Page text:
Role of Regulatory Bodies

Mudarba operations are subjected to regulatory controls right from the start. Four different agencies act as watchdogs of the mudarba operations. Corporate Law Authority grants registration after careful scrutiny and allows flotation only after approval of the prospectus for proposed mudarba businesses by the religious board. The State Bank monitors the operations by requiring each mudarba management to submit reports on its activities on a regular basis.

Besides the above government regulatory bodies which oversee the operations, accounts of the companies are checked and certified by chartered accountants of national repute in accordance with the provisions of the 1980 Mudarba Ordinance. Under the overall supervision of CLA, the Registrar of Mudarbas, on his own or on an application made by the mudarba certificate holders, the value of which is not less than ten percent of the total subscribed amount, is empowered to open an inquiry into the affairs of a mudarba company and can take necessary action in case of any contravention of rules provided in the ordinance.

Economic Impact

Although mudarba mode of financing was introduced over a decade ago as part of the government’s policy to Islamise Pakistan’s economy, it is only during the last couple of years that mudarba has emerged as one of the principal Islamic financing instruments. Mudarba floatations make immense contribution towards development financing in the country which is presently starved of financial resources and where the saving rates are shamefully low. In fact, the principal constraint of development at present is inadequacy of local financial resources.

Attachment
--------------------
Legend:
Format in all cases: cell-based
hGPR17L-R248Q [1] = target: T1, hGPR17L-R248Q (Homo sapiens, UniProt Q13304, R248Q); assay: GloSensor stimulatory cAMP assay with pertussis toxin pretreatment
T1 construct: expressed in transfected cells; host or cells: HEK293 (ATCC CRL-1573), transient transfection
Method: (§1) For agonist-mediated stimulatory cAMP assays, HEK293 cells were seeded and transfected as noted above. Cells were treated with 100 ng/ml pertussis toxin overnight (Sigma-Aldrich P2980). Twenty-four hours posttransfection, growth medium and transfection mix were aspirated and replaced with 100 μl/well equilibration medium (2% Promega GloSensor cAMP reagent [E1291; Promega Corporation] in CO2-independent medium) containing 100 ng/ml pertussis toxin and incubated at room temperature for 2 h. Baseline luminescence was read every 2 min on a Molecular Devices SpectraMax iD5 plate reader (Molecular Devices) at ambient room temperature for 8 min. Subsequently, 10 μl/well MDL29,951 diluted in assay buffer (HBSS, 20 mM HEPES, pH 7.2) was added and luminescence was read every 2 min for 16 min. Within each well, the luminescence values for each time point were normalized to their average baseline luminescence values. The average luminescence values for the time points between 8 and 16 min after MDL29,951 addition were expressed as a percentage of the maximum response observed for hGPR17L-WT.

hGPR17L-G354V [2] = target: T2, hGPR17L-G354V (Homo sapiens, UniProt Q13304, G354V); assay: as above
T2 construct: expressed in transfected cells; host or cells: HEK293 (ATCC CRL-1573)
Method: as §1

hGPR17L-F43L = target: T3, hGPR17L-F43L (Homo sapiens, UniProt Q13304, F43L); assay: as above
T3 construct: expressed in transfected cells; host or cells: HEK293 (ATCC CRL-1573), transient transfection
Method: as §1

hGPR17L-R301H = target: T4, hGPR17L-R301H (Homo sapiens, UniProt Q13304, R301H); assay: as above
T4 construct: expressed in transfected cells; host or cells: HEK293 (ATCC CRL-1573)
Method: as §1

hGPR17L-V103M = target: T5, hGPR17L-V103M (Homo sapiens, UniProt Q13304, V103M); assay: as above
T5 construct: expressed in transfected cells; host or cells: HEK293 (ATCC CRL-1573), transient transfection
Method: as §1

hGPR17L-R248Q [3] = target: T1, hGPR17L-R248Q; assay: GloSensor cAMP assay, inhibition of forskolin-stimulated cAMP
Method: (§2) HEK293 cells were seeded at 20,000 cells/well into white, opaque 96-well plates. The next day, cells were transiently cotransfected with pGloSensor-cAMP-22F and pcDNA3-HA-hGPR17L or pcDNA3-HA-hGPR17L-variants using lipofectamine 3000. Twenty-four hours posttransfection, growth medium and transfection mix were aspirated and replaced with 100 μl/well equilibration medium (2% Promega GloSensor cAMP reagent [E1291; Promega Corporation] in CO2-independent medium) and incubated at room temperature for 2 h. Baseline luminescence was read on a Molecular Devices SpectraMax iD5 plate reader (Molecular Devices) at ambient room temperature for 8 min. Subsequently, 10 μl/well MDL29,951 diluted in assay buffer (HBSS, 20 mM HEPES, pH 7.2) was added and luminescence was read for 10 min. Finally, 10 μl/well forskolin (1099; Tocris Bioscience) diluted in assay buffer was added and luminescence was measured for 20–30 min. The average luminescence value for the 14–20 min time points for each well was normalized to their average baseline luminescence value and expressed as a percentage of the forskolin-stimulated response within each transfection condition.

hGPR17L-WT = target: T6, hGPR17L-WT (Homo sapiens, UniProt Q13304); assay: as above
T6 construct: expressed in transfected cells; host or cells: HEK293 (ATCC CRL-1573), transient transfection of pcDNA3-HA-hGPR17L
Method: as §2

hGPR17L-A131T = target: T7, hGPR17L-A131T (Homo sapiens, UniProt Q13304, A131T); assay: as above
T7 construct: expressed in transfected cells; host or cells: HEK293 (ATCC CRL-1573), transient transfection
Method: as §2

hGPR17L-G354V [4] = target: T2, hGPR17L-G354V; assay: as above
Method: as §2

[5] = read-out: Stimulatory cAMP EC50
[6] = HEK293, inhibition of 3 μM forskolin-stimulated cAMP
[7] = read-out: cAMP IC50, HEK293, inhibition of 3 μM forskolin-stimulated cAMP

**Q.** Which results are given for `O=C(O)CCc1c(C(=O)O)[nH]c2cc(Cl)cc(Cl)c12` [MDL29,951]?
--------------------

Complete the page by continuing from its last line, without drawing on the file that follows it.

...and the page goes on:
A major reason for substantial shortfalls in implementation of foreign-aided projects is the lack of matching rupee resources. The need for resource mobilisation from the stock market to finance industrial investment can, therefore, hardly be over-emphasised.

Debt Based Capital Structure and Credit

The capital structure of companies in Pakistan has been characterised by a very high ratio of debt in relation to equity finance. Loan facility from development finance institutions (DFIs) and the nationalised commercial banks (NCBs) has been the dominant source of industrial investment in the past. A switchover from debt to equity-financing through mobilisation of resources from the stock exchanges through mudar- bas, however modest at the start, is thus a most welcome step. This is particularly creditable at present in view of the sharp acceleration in demand for credit both from public and private sectors leading to its excessive expansion which is far beyond the safe limits envisaged in the current annual credit plan (ACP) targets.